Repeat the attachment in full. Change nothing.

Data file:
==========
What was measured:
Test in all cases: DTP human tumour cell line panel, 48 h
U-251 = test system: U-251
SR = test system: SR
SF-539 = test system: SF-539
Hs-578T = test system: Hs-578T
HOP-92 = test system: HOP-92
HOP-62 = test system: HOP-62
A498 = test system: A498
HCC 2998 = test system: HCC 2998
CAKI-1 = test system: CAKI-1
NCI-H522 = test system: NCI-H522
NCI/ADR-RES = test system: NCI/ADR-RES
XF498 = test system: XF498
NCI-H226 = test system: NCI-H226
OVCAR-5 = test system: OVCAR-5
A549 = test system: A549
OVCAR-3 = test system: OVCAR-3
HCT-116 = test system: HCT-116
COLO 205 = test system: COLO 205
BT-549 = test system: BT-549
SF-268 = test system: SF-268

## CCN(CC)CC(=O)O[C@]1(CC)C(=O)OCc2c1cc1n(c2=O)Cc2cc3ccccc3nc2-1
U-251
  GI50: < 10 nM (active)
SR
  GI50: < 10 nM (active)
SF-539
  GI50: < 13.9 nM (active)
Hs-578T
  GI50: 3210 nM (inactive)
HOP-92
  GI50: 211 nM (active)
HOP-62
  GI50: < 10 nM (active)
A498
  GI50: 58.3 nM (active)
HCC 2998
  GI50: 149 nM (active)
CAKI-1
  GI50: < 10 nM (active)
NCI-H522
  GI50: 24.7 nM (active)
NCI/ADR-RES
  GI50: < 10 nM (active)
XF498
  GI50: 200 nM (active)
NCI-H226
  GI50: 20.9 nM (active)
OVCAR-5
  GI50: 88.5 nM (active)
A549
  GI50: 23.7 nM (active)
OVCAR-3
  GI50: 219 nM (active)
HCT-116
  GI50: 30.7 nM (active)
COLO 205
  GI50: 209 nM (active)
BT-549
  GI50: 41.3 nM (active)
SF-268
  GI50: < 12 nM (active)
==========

What was measured:
Test in all cases: DTP human tumour cell line panel, 48 h
U-251 = test system: U-251
SR = test system: SR
SF-539 = test system: SF-539
Hs-578T = test system: Hs-578T
HOP-92 = test system: HOP-92
HOP-62 = test system: HOP-62
A498 = test system: A498
HCC 2998 = test system: HCC 2998
CAKI-1 = test system: CAKI-1
NCI-H522 = test system: NCI-H522
NCI/ADR-RES = test system: NCI/ADR-RES
XF498 = test system: XF498
NCI-H226 = test system: NCI-H226
OVCAR-5 = test system: OVCAR-5
A549 = test system: A549
OVCAR-3 = test system: OVCAR-3
HCT-116 = test system: HCT-116
COLO 205 = test system: COLO 205
BT-549 = test system: BT-549
SF-268 = test system: SF-268

## CCN(CC)CC(=O)O[C@]1(CC)C(=O)OCc2c1cc1n(c2=O)Cc2cc3ccccc3nc2-1
U-251
  GI50: < 10 nM (active)
SR
  GI50: < 10 nM (active)
SF-539
  GI50: < 13.9 nM (active)
Hs-578T
  GI50: 3210 nM (inactive)
HOP-92
  GI50: 211 nM (active)
HOP-62
  GI50: < 10 nM (active)
A498
  GI50: 58.3 nM (active)
HCC 2998
  GI50: 149 nM (active)
CAKI-1
  GI50: < 10 nM (active)
NCI-H522
  GI50: 24.7 nM (active)
NCI/ADR-RES
  GI50: < 10 nM (active)
XF498
  GI50: 200 nM (active)
NCI-H226
  GI50: 20.9 nM (active)
OVCAR-5
  GI50: 88.5 nM (active)
A549
  GI50: 23.7 nM (active)
OVCAR-3
  GI50: 219 nM (active)
HCT-116
  GI50: 30.7 nM (active)
COLO 205
  GI50: 209 nM (active)
BT-549
  GI50: 41.3 nM (active)
SF-268
  GI50: < 12 nM (active)